Voters Oppose Contracts That Protect Bad Cops

By Steve Haner

As yet another bitter conflict over a police officer’s use of deadly force divides America, this time a case in Wisconsin, Virginia’s General Assembly forges ahead with opening up the state to the police unions that usually rush to protect their members from discipline or dismissal.

The Kenosha Professional Police Association was quick with its call for everybody to step back and let that investigation proceed. That is a fairly balanced statement, but then it put out a statement defending the officers’ behavior that ended with an entire clip emptied into somebody’s back.  Unions advocate for their members.

Among all the bills introduced in the General Assembly’s special session response to these cases are a handful seeking to prevent some of the worst problems seen when unions stand up for bad cops. One is already defeated, but two are languishing in a House committee, where they may or may not be heard. All three have Republican sponsors.

A poll conducted for the Thomas Jefferson Institute for Public Policy two weeks ago indicates they would have public and bipartisan support. The poll over-sampled Black Virginians, to be sure enough were called to give credence to that cross tabulation. Their support was in line with all Virginians.

To be specific:

  • 71.4% of Virginia voters oppose police union contract provisions automatically erasing information on past misconduct (68% of Black voters oppose these).
  • 64.3% oppose provisions restricting how, when, or where a police officer under investigation may be questioned (61% of Black voters).
  • 57.8% oppose provisions limiting disciplinary punishment for police officers guilty of misconduct (58.8% of Black voters).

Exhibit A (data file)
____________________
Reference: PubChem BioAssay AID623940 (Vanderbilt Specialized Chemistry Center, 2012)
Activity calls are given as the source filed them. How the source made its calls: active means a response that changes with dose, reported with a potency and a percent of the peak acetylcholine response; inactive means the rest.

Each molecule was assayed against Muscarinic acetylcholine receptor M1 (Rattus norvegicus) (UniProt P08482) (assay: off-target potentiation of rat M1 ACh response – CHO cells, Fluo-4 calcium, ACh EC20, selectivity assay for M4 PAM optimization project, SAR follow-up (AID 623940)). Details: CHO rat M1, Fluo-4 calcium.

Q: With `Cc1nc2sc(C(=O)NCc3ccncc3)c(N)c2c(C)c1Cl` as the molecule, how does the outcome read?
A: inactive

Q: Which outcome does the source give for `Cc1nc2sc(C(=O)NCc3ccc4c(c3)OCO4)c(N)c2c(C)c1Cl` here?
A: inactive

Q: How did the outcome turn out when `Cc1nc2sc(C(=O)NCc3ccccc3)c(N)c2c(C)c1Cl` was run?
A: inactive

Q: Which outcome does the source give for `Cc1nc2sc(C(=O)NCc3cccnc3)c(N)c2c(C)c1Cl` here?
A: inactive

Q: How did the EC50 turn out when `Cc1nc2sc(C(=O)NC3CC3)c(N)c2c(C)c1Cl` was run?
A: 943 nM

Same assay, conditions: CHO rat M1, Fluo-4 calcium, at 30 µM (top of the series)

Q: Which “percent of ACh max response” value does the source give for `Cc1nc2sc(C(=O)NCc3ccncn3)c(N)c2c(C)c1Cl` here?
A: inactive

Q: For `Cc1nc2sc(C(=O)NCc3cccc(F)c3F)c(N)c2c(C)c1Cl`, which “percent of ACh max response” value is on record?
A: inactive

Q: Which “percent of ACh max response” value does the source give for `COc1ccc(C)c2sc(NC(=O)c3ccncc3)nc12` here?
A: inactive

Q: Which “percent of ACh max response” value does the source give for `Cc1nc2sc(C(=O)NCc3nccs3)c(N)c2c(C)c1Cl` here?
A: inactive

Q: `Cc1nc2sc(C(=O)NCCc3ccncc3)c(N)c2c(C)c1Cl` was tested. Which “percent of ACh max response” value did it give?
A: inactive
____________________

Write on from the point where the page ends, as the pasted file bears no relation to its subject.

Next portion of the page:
• 59.2% oppose providing police officers under investigation access to information civilians do not receive before being interrogated (58.8% of Black Virginians).
  • 68.8% oppose provisions allowing police officers accused of misconduct to use binding arbitration to return to the streets even when their Chief of Police objects (70.9% of Black voters).

Another key finding: In this age of declining media coverage and voter attention span, most Virginians have no idea that come next year, their local governments will be negotiating union contracts with teachers, fire fighters, garbage collectors and indeed law enforcement. The lowest awareness of that was among Republicans, a devastating indication of how pathetic GOP messaging has become in this more-and-more Blue State.

A summary of the poll results is here. It was the same sample that was asked the question about using state funds to help lower-income parents find and pay for educational alternatives when their kids are barred from in-person classes, also overall quite popular.

Republican State Senators voted in committee to support a bill to simply prohibit police unions, and that bill was rejected 12-3 on a party line vote.  Frankly, the cow is too far out of the barn and into the pasture to now prohibit the coming of unions to this arena. The 2020 regular session decided that.

But Del.David LaRock’s House Bill 5071 is tightly aligned with some of the narrow issues raised specifically in the poll, and an earlier paper on the issue by Thomas Jefferson Institute President Chris Bruanlich.

“The continued presence of police officers like Derek Chauvin is not only a danger to many Black citizens but an insult to the more than 680,000 law enforcement officers who are guardians of our safety and put their lives on the line,” Braunlich said. “They are there only because of the police union bargaining agreements permitting the manipulation of discipline and justice,” Braunlich wrote today.

“The Virginia General Assembly should stop the problem before it comes to Virginia by limiting police union bargaining agreements.”